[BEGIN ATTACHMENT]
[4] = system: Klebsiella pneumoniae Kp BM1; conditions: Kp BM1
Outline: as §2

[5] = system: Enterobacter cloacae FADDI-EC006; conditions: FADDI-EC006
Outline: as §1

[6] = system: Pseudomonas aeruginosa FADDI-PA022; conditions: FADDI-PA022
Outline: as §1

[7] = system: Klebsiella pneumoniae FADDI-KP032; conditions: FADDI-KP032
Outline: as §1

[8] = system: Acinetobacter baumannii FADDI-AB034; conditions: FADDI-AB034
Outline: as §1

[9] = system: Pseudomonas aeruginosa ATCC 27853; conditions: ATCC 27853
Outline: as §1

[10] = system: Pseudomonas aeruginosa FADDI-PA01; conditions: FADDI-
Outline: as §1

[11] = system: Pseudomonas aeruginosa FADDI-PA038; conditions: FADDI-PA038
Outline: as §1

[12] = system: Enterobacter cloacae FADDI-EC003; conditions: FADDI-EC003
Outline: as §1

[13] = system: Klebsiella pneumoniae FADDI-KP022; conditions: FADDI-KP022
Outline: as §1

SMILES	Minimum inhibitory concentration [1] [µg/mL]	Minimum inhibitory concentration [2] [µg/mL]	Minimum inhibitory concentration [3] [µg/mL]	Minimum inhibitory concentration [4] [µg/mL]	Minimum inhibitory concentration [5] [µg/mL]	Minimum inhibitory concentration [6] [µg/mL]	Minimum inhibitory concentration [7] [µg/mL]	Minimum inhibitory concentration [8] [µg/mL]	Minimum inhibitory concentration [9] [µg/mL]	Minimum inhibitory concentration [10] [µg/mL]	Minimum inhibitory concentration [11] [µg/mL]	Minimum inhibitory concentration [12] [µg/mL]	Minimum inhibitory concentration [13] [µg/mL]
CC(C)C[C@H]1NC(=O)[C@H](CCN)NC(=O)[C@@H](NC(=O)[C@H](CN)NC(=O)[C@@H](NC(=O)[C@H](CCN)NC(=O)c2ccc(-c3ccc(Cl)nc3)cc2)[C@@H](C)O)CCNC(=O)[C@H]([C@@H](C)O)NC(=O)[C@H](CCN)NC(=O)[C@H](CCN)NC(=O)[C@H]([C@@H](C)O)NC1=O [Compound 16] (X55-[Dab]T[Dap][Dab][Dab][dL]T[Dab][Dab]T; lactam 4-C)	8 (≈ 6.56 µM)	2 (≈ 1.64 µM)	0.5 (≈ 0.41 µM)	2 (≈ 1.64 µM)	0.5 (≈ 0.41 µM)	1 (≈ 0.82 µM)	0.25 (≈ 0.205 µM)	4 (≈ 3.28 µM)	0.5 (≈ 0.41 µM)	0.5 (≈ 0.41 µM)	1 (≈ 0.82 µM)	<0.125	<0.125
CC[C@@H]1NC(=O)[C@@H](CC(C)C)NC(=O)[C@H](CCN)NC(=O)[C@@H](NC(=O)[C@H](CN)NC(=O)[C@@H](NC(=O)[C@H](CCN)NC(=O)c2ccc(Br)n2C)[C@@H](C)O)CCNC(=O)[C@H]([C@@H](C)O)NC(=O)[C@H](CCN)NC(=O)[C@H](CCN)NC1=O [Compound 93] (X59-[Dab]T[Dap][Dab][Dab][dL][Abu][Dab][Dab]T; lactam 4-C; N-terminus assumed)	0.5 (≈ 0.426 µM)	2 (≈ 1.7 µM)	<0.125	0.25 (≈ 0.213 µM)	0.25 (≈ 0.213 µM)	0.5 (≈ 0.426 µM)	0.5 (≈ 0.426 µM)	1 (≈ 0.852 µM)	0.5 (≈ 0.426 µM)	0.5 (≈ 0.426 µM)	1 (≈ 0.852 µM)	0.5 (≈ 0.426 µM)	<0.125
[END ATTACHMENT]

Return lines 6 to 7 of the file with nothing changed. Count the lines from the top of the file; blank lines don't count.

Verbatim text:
Outline: as §1

[7] = system: Klebsiella pneumoniae FADDI-KP032; conditions: FADDI-KP032